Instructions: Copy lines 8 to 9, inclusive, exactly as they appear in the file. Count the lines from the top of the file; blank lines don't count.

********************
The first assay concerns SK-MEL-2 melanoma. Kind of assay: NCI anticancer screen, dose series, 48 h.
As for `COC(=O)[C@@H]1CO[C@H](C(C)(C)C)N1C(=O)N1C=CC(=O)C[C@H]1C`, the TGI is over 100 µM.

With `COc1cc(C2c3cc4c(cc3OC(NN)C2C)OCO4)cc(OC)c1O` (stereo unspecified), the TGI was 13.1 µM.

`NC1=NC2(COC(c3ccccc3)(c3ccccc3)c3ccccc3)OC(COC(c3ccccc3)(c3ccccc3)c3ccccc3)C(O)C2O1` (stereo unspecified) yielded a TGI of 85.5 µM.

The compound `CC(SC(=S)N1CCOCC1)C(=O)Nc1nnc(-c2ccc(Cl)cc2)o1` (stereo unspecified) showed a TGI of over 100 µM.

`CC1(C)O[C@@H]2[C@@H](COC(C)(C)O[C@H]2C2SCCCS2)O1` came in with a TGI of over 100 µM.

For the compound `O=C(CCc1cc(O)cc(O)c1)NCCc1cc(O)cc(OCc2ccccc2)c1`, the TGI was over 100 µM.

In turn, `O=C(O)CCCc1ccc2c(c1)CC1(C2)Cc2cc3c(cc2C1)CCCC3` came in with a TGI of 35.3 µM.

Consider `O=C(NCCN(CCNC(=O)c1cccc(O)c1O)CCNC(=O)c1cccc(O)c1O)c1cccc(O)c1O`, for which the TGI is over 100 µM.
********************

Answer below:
In turn, `O=C(O)CCCc1ccc2c(c1)CC1(C2)Cc2cc3c(cc2C1)CCCC3` came in with a TGI of 35.3 µM.

Consider `O=C(NCCN(CCNC(=O)c1cccc(O)c1O)CCNC(=O)c1cccc(O)c1O)c1cccc(O)c1O`, for which the TGI is over 100 µM.